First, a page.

As Budi shares on our podcast in 2021, “Warehousing is [due to the reality], as I explained earlier, that the growth of e-commerce actually has been quite good for certain customers and they need some fulfillment services, so then they would store goods in our warehouse…the larger businesses come to our warehouse, mainly because the agent network has limitations in capability. They’re not able to deliver 50 parcels or 100 parcels at one point because they are using motorbikes. So they become a problem in the SLA and that’s why we believe with warehousing solutions those [issues] can be resolved.”

(4) Both companies have come a long way in playing their roles as growth enablers in the Indonesian economy.

Today, Shipper has a network of 300+ warehouses, working with 4000+ businesses, serving more than 500K customers per month. In 2023, Shipper partnered with 500 enterprises to fulfill over 20 million orders to over 10 million customers.  They also strengthened their position in the industry in last year’s Legendary Brand Festival, supported by the Indonesian government and played host to many of the country’s legacy and emerging brands.

AwanTunai is today present in 19 major cities across Indonesia, with more than 400 wholesaler partners and continuously expanding. By the first half of 2023, they had facilitated over 3 billion USD in sales, enabling them to lend well over 800 million USD on an annualized basis. They are registered and supervised by the OJK and are an active member of the Indonesian Joint Funding Fintech Association. They have also been recognized for their financial inclusion work by the UNDP and most recently in Davos.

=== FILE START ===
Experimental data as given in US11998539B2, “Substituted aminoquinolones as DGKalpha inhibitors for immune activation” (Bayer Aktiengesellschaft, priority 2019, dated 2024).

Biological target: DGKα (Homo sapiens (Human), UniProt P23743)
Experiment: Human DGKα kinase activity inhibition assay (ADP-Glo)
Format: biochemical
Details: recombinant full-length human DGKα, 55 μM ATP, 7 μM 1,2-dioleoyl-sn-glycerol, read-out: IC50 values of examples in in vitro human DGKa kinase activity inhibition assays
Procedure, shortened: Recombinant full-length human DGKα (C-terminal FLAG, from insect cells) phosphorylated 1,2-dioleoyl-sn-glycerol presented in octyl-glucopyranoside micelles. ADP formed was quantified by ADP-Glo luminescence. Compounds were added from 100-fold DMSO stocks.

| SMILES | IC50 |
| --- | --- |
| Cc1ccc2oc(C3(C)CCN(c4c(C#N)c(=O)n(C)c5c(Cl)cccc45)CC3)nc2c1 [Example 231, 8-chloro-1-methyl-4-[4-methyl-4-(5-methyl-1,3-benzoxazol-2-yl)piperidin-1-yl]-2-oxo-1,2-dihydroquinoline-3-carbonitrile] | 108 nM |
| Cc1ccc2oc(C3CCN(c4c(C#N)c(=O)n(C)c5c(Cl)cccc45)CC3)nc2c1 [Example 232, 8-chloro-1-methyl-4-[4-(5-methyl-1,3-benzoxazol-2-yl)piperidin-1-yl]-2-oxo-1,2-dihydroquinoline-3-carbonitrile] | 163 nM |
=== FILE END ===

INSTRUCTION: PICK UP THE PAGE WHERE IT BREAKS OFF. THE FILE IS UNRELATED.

In 2023, the company was also ranked in the top 50 High Growth Companies in APAC by the Financial Times. Most importantly, their business has enabled suppliers in their network to grow 4-5x or even more.

(5) This impact would not have been possible without the people the organization has brought in over time.

From former Tokopedia product and engineering leaders like Smiley and Marvinus to seasoned entrepreneurs like Jessica who joined them via acquisitions, Shipper has had leaders able to strengthen their technological and distribution backbone critical to differentiating their services in the market.

AwanTunai on the other hand is led by experienced executives from Morgan Stanley, McKinsey, Gojek, and Microsoft, and works closely with regional banking groups (MUFG, OCBC), as well as the largest local institutions (Bank BRI, Bank Mandiri). Critically, their talent are some of the most experienced in data science (like Yi Ling) and credit (like Christian Chandra).

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Paulo Joquiño is a writer and content producer for tech companies, and co-author of the book Navigating ASEANnovation. He is currently Editor of Insignia Business Review, the official publication of Insignia Ventures Partners, and senior content strategist for the venture capital firm, where he started right after graduation. As a university student, he took up multiple work opportunities in content and marketing for startups in Asia. These included interning as an associate at G3 Partners, a Seoul-based marketing agency for tech startups, running tech community engagements at coworking space and business community, ASPACE Philippines, and interning at workspace marketplace FlySpaces. He graduated with a BS Management Engineering at Ateneo de Manila University in 2019.